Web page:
- A farming
system, which is a "get me x item" quest line variant, except your rewards (cooking ingredients) are on a timer.
- The special attacks from Symphony
that you trigger via fighting-game commands, except here tied to the type of weapon you're wielding. I couldn't pull these off in Symphony
and I couldn't here, despite the game telling me I was doing it correctly.
There's also a haircut- and costume-change system, brought to you by a rogue demonic barber, and the first alternate hairdo you get is just straight-up Shanoa's. There are a couple stray braids added as a paper-thin cover, but it's clearly her, particularly given Miriam's black hair and navy dress.
I do love that the sprites reflect your armor choices. My Miriam was rocking a pirate hat for a good amount of time.
Forgive the mundane small talk in the image for this post, by the way. One of the biggest frustrations is how the game won't take screenshots, Steam Overlay or not. Even Ctrl + Print Screen doesn't work reliably. Some things I missed screenshotting:
- The Good Albus analogue interrupting the Not Vampire hunting proceedings to give PSAs about "proper nutrition" in introducing the meal system
- I entered one room, glimpsed part of a huge set of devil horns at the edge of the screen, and girded myself for a big battle; it turned out to be a giant screen-high photorealistic demon cat that hissed when summoning pillars of hellfire
- That goddamn guy with the red hair in glasses who keeps getting his image into Kickstarter games like Nightcry
, Cosmic Star Heroine
, and Mighty No. 9
as a backer bonus. Oh, wait, I did get a picture of him:
WHO IS THIS MAN OF MYSTERY?
Areas are OK. I've traveled on a ship to the traditional castle entrance, and then to a garden (of which I explored only like half) and then a chapel. Presentation is largely fine though rather subdued (the "garden," for example, could do with a bit more than greenery growing out of the walls). I hope it gets more original soon; a Getsufuumaden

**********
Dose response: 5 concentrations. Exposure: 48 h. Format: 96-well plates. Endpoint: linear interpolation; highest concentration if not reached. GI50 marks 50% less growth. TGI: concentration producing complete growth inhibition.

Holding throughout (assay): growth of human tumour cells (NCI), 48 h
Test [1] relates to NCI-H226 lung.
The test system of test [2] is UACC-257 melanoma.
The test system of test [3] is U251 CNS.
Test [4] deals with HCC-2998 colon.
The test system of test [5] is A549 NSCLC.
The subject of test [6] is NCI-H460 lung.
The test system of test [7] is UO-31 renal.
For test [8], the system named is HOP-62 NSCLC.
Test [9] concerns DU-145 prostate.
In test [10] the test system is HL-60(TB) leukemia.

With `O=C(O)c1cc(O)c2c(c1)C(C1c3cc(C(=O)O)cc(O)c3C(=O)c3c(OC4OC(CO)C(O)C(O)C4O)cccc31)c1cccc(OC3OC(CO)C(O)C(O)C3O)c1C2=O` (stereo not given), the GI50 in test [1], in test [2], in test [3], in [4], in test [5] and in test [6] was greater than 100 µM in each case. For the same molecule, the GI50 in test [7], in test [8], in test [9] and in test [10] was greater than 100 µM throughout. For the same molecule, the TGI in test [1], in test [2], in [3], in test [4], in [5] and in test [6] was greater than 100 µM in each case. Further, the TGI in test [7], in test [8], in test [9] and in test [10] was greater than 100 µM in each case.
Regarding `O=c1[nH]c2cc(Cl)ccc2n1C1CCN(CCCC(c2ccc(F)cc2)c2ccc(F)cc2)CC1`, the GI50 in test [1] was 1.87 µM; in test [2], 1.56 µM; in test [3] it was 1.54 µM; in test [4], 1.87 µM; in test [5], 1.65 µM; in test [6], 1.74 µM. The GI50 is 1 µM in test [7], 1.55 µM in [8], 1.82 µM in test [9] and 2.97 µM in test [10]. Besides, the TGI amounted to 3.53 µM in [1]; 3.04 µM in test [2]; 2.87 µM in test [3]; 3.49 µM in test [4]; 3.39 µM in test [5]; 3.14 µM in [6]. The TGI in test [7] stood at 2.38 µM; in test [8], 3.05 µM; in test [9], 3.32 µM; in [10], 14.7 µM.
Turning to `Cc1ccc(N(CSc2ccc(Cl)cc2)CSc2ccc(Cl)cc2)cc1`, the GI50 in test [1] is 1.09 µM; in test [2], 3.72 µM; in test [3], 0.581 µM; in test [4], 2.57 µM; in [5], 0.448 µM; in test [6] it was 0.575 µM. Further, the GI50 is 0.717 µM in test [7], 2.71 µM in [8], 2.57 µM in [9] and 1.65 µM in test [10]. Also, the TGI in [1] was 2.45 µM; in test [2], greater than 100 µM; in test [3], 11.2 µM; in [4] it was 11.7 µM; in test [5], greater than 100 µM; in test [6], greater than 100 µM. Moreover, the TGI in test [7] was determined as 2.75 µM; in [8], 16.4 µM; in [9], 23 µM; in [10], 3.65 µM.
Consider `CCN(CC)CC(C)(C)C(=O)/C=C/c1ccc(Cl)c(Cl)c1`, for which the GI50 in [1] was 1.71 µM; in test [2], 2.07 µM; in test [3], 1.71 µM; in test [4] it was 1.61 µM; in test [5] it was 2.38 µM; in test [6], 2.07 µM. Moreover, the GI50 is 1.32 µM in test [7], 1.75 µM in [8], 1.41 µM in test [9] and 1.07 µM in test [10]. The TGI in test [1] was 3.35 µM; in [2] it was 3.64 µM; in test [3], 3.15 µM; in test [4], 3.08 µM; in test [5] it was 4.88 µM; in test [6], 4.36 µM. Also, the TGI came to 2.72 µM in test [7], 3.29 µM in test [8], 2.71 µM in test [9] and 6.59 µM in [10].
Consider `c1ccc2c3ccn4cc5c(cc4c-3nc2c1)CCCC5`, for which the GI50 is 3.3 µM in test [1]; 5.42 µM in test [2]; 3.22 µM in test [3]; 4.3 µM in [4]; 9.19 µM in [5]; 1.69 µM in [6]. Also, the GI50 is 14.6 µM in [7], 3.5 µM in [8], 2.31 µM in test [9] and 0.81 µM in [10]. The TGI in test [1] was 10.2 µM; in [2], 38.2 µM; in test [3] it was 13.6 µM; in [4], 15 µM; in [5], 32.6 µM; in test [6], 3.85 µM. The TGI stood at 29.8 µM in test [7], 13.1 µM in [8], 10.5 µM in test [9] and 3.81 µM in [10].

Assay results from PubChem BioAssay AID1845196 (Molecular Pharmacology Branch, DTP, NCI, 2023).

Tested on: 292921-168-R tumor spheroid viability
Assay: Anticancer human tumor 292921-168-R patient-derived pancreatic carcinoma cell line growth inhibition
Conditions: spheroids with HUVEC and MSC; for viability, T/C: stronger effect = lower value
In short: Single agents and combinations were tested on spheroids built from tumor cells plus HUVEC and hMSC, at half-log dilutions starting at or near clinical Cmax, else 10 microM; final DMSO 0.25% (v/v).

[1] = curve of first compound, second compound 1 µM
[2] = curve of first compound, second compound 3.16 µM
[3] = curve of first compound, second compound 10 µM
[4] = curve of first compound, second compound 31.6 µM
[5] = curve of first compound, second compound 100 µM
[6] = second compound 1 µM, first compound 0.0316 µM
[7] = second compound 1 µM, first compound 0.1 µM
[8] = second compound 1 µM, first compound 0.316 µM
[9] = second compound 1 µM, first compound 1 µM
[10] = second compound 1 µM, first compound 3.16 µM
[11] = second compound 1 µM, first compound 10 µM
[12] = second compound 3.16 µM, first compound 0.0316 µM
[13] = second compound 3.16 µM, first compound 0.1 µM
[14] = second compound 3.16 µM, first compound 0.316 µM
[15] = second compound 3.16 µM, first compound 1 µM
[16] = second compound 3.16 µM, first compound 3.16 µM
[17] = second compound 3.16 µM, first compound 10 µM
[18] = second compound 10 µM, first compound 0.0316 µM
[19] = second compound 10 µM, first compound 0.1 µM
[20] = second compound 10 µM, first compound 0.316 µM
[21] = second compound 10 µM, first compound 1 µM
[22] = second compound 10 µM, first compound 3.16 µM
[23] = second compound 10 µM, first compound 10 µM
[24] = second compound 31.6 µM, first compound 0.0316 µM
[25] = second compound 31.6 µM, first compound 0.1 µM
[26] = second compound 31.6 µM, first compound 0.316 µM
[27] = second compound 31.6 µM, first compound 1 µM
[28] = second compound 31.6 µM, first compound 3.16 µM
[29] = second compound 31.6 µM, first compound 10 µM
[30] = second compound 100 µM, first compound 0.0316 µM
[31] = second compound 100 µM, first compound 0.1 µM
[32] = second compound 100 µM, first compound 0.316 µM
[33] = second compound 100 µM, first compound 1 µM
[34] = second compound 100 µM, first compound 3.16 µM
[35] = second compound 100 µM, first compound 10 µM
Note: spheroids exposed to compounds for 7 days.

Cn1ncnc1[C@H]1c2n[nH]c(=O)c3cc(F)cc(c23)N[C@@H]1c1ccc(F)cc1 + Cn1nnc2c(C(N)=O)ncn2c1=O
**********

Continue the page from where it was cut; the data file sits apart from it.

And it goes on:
-style Japonesque area has been promised, and since that was one of the strongest in the promo game Curse of the Moon
, I hope it delivers here. Some of the more vibrant color from that game would also not go amiss. Go on; capitalize on that freedom no longer being tied to the Castlevania
aesthetic or its Eastern European milieu permits you.
Speaking of Curse of the Moon
, the protagonist of that game, Zangetsu, showed up. I had a boss battle with him. Despite remembering to bring an actual sword to the castle this time instead of the stubby butter knife he had in his starring title, he proved a big pushover, stubbornly continuing to charge at me as I ran back and forth across the arena and blithely sailed over his head after striking. Never once did a change in strategy enter his mind. Oh, Zangetsu. You're a big dork
no matter who game you're in, and I love you for it.
(The other boss I fought was a big stained glass hand. That was kind of dumb-looking. It actually moved
in a neat manner that crossed up arachnid and manual movements, but the concept of a grasping tool made out of a notoriously fragile substance is distractiingly nonworkable.)
The translation mystery continues as more isolated nonnative mistakes keep appearing in an otherwise fluid translation. Yesterday's weird word choice was an insistence on using "casted" as the past tense of "cast."
Not Dracula's Castle is called the Hellhold. I'm trying to figure out whether that's a good name or not. Top-tier list of names for final video game levels: the Grindery, Black Omen, Nowhere.